When it comes to naming names in the all-encompassing landscape of contemporary music, Jean Derome's eminence remains relatively unquoted amidst the sacred cows of the last decades. A first-class reedist and composer, he's indelibly associated with René Lussier — specifically, in the duo Les Granules — beyond significant proprietary works (random memory selection: 1988's Confitures de Gagaku, on Victo). Derome has shown time and again that his idiosyncratic creativity, compositional skill and ability to put a theory into artistically fructiferous practice are second to none. In its clever mix of conceptual consistency and stimulating interplay, Résistances clearly explains why.
Though partially scored, the composition's motility principally depends on the nineteen performers reacting to previously learned hand signals. After acknowledging the crucial elements of orchestration in conjunction with the intrinsic influence of electricity in all forms — including the overall tuning — it takes a moment to realize that the scope of this opus reaches far higher than a simple "conducted improvisation" (note the involuntary irony of the term "conductor" in this context).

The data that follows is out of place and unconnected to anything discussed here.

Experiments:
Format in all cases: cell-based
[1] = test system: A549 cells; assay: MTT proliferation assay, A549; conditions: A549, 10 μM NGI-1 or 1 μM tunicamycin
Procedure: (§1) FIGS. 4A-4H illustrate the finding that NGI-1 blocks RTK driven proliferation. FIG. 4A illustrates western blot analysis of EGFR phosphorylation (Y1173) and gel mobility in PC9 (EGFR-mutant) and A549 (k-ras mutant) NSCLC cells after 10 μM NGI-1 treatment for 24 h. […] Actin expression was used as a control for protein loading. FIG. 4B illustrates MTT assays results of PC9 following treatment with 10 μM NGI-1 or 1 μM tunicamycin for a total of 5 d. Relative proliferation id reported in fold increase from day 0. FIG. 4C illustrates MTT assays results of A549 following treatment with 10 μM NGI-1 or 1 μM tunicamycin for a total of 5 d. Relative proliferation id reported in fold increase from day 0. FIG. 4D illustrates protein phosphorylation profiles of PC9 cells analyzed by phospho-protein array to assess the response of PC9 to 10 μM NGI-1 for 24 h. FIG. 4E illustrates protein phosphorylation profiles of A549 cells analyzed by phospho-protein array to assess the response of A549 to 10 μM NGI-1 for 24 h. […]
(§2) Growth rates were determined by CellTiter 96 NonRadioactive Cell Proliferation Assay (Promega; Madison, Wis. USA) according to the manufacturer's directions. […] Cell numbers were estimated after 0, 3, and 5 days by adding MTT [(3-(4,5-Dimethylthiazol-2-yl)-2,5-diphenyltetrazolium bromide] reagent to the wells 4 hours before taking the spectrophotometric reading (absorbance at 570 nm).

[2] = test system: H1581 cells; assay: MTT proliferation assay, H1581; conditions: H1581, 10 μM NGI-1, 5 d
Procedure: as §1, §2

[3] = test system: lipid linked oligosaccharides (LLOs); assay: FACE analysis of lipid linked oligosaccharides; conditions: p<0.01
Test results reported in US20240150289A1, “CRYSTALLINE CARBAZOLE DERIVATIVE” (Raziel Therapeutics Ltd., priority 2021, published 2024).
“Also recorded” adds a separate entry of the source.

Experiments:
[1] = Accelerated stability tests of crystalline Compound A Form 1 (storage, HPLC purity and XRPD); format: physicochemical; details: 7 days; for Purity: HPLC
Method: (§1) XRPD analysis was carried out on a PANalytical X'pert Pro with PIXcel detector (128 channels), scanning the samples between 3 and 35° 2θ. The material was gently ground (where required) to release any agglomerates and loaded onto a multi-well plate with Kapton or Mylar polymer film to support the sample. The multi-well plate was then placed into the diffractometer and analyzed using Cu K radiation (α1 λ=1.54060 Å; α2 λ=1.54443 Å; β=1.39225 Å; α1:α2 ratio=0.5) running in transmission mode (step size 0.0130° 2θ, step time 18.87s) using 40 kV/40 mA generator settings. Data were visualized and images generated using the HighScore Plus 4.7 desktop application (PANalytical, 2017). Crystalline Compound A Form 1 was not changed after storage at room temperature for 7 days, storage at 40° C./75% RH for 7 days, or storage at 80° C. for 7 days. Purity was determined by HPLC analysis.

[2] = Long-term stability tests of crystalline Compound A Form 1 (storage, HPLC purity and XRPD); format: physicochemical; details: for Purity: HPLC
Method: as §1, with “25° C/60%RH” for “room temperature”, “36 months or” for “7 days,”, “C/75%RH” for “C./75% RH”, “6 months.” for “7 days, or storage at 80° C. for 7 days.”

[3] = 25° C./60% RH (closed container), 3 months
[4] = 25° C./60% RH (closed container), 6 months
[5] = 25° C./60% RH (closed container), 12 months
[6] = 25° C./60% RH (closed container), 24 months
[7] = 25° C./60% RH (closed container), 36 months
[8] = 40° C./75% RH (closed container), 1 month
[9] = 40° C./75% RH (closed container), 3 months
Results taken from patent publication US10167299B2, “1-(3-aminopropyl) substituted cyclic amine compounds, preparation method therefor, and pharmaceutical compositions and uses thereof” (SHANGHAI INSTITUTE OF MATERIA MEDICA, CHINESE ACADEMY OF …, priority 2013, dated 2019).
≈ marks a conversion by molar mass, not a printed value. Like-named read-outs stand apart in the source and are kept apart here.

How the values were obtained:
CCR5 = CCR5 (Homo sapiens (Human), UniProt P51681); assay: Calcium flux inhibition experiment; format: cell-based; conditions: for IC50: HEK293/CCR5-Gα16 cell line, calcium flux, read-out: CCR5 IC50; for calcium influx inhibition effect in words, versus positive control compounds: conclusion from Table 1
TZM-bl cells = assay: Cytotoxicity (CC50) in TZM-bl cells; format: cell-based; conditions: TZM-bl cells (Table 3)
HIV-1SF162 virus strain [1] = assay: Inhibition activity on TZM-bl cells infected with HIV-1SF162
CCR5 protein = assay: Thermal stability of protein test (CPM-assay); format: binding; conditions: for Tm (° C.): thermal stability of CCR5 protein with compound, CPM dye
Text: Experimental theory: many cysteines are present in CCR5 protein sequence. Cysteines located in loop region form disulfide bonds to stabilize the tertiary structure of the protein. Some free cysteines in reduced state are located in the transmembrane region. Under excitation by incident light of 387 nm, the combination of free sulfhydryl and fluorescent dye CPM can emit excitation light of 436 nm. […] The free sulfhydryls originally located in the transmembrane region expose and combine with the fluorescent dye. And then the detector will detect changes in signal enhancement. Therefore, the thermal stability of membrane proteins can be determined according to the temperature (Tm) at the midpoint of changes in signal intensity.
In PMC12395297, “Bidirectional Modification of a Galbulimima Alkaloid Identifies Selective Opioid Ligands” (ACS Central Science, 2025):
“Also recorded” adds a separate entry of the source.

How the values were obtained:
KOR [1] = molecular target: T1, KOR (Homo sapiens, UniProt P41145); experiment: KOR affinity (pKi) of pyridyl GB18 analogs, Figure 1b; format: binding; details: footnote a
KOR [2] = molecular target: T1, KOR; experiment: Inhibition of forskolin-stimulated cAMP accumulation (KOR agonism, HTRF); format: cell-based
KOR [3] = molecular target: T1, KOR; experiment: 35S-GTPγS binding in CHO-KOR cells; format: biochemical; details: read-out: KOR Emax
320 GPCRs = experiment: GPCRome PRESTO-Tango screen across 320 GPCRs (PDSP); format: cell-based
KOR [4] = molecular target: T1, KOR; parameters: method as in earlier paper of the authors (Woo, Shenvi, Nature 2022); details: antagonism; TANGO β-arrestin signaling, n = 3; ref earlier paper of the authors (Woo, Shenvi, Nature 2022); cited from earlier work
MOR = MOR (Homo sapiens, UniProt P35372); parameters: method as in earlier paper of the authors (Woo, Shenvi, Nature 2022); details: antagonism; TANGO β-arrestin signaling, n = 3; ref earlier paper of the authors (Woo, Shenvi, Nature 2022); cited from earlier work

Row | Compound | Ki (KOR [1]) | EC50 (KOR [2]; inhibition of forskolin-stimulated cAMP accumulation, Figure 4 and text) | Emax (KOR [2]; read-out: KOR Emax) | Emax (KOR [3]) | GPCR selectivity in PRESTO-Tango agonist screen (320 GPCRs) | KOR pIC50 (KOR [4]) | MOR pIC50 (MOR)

Across a plethora of intermingling styles, the ensemble — comprising several among Derome's regular partners in crime — connects with the basic vibe through surges of energy dressed as eruptions, conversations, screams or drones, the whole informed by a cracking musicianship. Notwithstanding the considerable emancipation allowed and the absence of jazz-related stereotypes, the lingering sensation is that of a finely regulated mechanism. Still, serendipitous mutations occasionally materialize. The bulk of "Piétinements", for example, resembles Igor Stravinsky's Rite Of Spring played by Pink Floyd circa A Saucerful Of Secrets, lysergic slide guitars and all. In a pair of collective blasts we couldn't help thinking — in principle — of Frank Zappa's Weasels Ripped My Flesh. The absurdly jarring funk of "Mélodie 2" flowing into a marvelous "Danse Finale" may indeed prompt someone to start jumping around the house.
Please consider the above references as a mere reviewer's divertissement. In reality, there's so much shifting of acoustic identity and abundance of inventive playing here that coming to grips with this particular form of Derome's imagination could trigger intellectual paralysis in the easily affected. The remedy lies in the very cause: treat the patient to a few additional hours with this remarkable album; then it's get up, pick up your mat, and walk. Unless one's dead for real.
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